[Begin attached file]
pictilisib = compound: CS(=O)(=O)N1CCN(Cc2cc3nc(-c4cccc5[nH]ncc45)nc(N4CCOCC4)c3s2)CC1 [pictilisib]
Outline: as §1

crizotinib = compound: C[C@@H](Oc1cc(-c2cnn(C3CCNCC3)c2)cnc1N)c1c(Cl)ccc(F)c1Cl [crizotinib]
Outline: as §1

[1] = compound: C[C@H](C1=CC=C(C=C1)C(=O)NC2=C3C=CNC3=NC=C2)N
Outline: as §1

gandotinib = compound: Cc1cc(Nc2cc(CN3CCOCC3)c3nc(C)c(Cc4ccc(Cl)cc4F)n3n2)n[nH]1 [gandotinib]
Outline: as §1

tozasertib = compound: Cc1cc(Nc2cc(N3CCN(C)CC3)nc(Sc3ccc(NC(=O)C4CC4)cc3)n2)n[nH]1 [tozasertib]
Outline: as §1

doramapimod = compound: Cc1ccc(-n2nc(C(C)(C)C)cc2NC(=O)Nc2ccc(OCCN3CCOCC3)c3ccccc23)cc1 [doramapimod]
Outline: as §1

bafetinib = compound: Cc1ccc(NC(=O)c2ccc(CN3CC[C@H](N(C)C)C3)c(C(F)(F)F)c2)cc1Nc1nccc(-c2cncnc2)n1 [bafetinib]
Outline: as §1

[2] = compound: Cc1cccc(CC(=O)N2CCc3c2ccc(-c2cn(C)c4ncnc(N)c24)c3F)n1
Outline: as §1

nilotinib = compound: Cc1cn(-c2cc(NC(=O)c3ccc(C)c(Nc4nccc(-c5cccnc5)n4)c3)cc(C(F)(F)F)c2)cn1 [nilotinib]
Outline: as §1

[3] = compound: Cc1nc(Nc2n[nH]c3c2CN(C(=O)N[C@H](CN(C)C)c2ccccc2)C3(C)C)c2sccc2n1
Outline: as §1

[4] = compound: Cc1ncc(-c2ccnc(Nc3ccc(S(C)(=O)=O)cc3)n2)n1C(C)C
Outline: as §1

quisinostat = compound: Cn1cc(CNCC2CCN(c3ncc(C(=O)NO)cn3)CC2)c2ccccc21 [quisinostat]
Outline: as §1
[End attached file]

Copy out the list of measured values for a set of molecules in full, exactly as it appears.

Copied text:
pictilisib = compound: CS(=O)(=O)N1CCN(Cc2cc3nc(-c4cccc5[nH]ncc45)nc(N4CCOCC4)c3s2)CC1 [pictilisib]
Outline: as §1

crizotinib = compound: C[C@@H](Oc1cc(-c2cnn(C3CCNCC3)c2)cnc1N)c1c(Cl)ccc(F)c1Cl [crizotinib]
Outline: as §1

[1] = compound: C[C@H](C1=CC=C(C=C1)C(=O)NC2=C3C=CNC3=NC=C2)N
Outline: as §1

gandotinib = compound: Cc1cc(Nc2cc(CN3CCOCC3)c3nc(C)c(Cc4ccc(Cl)cc4F)n3n2)n[nH]1 [gandotinib]
Outline: as §1

tozasertib = compound: Cc1cc(Nc2cc(N3CCN(C)CC3)nc(Sc3ccc(NC(=O)C4CC4)cc3)n2)n[nH]1 [tozasertib]
Outline: as §1

doramapimod = compound: Cc1ccc(-n2nc(C(C)(C)C)cc2NC(=O)Nc2ccc(OCCN3CCOCC3)c3ccccc23)cc1 [doramapimod]
Outline: as §1

bafetinib = compound: Cc1ccc(NC(=O)c2ccc(CN3CC[C@H](N(C)C)C3)c(C(F)(F)F)c2)cc1Nc1nccc(-c2cncnc2)n1 [bafetinib]
Outline: as §1

[2] = compound: Cc1cccc(CC(=O)N2CCc3c2ccc(-c2cn(C)c4ncnc(N)c24)c3F)n1
Outline: as §1

nilotinib = compound: Cc1cn(-c2cc(NC(=O)c3ccc(C)c(Nc4nccc(-c5cccnc5)n4)c3)cc(C(F)(F)F)c2)cn1 [nilotinib]
Outline: as §1

[3] = compound: Cc1nc(Nc2n[nH]c3c2CN(C(=O)N[C@H](CN(C)C)c2ccccc2)C3(C)C)c2sccc2n1
Outline: as §1

[4] = compound: Cc1ncc(-c2ccnc(Nc3ccc(S(C)(=O)=O)cc3)n2)n1C(C)C
Outline: as §1

quisinostat = compound: Cn1cc(CNCC2CCN(c3ncc(C(=O)NO)cn3)CC2)c2ccccc21 [quisinostat]
Outline: as §1